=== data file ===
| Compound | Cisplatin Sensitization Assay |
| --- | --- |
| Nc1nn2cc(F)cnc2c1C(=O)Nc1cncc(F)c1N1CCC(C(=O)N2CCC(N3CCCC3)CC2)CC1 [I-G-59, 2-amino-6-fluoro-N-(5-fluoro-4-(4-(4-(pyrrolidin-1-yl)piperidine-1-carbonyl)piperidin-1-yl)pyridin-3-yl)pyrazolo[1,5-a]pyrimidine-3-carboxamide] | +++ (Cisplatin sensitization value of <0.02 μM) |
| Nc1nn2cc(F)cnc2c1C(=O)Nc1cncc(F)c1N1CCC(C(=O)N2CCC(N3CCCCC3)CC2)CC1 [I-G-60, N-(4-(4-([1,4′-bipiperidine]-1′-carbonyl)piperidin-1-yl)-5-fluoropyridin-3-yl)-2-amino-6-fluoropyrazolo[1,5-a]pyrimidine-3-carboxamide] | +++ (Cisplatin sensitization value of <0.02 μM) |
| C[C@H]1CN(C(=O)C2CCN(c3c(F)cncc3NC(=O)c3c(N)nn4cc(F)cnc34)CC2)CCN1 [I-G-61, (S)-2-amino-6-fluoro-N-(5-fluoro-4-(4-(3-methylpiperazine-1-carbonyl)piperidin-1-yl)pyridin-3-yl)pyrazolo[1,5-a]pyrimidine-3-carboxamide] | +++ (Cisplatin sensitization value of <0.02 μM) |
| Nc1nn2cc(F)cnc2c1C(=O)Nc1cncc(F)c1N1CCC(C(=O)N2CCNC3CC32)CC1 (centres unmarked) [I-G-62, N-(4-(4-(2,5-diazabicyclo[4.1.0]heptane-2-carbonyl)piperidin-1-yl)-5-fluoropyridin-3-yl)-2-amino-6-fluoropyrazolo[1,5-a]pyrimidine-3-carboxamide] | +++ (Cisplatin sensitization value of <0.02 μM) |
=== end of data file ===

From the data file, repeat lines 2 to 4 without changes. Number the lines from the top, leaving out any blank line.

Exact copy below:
| --- | --- |
| Nc1nn2cc(F)cnc2c1C(=O)Nc1cncc(F)c1N1CCC(C(=O)N2CCC(N3CCCC3)CC2)CC1 [I-G-59, 2-amino-6-fluoro-N-(5-fluoro-4-(4-(4-(pyrrolidin-1-yl)piperidine-1-carbonyl)piperidin-1-yl)pyridin-3-yl)pyrazolo[1,5-a]pyrimidine-3-carboxamide] | +++ (Cisplatin sensitization value of <0.02 μM) |
| Nc1nn2cc(F)cnc2c1C(=O)Nc1cncc(F)c1N1CCC(C(=O)N2CCC(N3CCCCC3)CC2)CC1 [I-G-60, N-(4-(4-([1,4′-bipiperidine]-1′-carbonyl)piperidin-1-yl)-5-fluoropyridin-3-yl)-2-amino-6-fluoropyrazolo[1,5-a]pyrimidine-3-carboxamide] | +++ (Cisplatin sensitization value of <0.02 μM) |